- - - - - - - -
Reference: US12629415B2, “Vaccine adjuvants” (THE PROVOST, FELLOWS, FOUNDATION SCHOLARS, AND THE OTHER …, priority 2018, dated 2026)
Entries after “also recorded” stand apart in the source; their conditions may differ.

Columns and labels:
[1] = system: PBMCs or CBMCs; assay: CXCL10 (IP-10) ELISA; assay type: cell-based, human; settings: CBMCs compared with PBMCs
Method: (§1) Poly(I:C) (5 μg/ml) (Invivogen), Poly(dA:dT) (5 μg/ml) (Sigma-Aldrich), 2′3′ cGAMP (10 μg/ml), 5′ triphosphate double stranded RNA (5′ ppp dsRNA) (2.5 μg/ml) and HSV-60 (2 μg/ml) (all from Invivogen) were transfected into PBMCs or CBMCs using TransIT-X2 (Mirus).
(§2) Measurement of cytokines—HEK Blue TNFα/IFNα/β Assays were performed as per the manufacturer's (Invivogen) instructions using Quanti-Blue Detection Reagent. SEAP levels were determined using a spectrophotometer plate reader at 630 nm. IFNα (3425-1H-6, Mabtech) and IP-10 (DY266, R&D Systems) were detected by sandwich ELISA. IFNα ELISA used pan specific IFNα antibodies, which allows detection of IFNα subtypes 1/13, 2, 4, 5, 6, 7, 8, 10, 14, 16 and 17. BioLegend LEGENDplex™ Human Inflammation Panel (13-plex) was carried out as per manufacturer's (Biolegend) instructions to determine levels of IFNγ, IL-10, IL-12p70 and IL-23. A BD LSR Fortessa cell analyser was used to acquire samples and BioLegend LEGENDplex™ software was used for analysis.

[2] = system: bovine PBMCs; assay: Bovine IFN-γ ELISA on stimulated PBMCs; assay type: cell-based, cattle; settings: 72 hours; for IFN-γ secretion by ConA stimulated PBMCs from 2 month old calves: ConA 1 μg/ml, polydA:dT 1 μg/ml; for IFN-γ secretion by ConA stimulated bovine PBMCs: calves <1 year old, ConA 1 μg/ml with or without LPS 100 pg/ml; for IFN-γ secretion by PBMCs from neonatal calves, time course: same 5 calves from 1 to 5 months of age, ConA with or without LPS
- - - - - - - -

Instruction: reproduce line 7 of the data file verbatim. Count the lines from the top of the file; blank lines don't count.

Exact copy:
[2] = system: bovine PBMCs; assay: Bovine IFN-γ ELISA on stimulated PBMCs; assay type: cell-based, cattle; settings: 72 hours; for IFN-γ secretion by ConA stimulated PBMCs from 2 month old calves: ConA 1 μg/ml, polydA:dT 1 μg/ml; for IFN-γ secretion by ConA stimulated bovine PBMCs: calves <1 year old, ConA 1 μg/ml with or without LPS 100 pg/ml; for IFN-γ secretion by PBMCs from neonatal calves, time course: same 5 calves from 1 to 5 months of age, ConA with or without LPS